Visitors of Lana‘i who seek to stay away from the tourist areas, can explore the secluded beaches of Polihua Beach.It is located roughly 60 miles from Lana‘i City and it is a 2-mile-long sandy beach. Hawaii's green sea turtles, the Honu,like to come here and also the humpback whales can be seen from this coast in the winter months. Due to the strong swells, you can't go swimming here but you can sunbathe on the beach and enjoy a walk or a picnic by the water.
The Dole Park, is located in the centre of Lana‘i CityIt was built in 1922 and serves as a gathering place for families today. There is a pavilion, picnic tables and a community centre. Many tall Norfolk Island Pine Trees and Cook Island Pines reach into the sky and provide shade for its visitors in this park. Most of the shops, restaurants and playgrounds are located on the streets surrounding the park and are all within walking distance. Furthermore, there are several monuments commemorating the veterans of World War 2 and the Korean War.
Just like on the neighbouring islands of Lana'i, you can also find golf courses here, since playing golf is a popular activity. Close to the Four Seasons, in the South of the island, the Manele Golf Course is located and in Lana’i City, you can move from hole to hole at the Cavendish Golf Course to improve your tee shot.
Shopping and sightseeing on Lanai
Keahiakawelo, also Garden of the Gods, is an incredible rock garden at the end of the Polihua Road. The mysterious lunar landscape is covered with rocks and stone towers. According to a Hawaiian legend, this windswept landscape was the result of a contest between two Kahuna - priests - of Lana'i. and Moloka'i. The winner would be the one who would keep a fire burning the longest. The Kahuna Lanai‘s, Kawelo, used all the vegetation he could find to keep his fire burning - that's why the land of this area is so bare today - according to legend. The rock formations in the Garden of Gods are particularly beautiful at sunset. The setting sun bathes the rocks in beautiful shades of red and purple. There is something magical about a stay in this region at sunset.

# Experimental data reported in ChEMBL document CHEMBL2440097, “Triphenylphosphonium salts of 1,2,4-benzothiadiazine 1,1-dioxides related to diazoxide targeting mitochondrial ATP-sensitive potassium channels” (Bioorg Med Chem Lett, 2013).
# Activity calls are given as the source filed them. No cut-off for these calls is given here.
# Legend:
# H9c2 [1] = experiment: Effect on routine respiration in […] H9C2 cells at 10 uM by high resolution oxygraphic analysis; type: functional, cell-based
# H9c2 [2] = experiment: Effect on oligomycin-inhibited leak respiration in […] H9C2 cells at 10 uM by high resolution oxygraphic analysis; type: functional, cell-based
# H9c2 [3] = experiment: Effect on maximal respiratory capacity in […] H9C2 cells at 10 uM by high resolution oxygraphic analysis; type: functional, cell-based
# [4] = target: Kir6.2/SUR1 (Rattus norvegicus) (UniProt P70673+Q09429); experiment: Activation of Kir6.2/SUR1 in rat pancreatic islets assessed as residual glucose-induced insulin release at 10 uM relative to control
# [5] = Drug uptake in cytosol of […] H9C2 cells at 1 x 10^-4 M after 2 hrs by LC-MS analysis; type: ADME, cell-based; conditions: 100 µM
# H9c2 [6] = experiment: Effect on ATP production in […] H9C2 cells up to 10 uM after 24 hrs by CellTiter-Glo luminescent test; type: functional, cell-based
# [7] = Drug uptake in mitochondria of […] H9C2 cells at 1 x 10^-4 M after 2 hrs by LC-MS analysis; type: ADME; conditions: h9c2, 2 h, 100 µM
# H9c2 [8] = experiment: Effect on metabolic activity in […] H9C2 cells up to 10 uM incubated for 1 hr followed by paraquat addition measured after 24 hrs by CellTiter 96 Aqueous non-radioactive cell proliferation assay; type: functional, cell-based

The rustic Munro Trail begins north of Lana‘i CityThe nearly 13-mile road offers spectacular views and passes through a rainforest filled with ironwood, eucalyptus and pine trees. The Munro Trail can be explored by car or mountain bike as well as on foot and it leads to the summit of the Lana‘ihale, which is 1030 meters high. From there, you have a great view of the island and the Pacific Ocean. Contact the team of hawaiiurlaub.de to learn more about the spectacular Munro Trail !
Shopping on Lana'i. is a very relaxed activity. Around the Dole Park, you can find small boutiques where you can buy everything from souvenirs to clothing. Shopping malls and large shops can't be found on Lana'i. - and that's exactly how the inhabitants like it best. Lana'i, means pure tranquillity.
The inhabitants of Lanai
The number of inhabitants is with roughly 3200 inhabitants relatively low. To compare: The population of Lana'i. is only 3 percent of the population of O‘ahu.People live here more or less in solitude.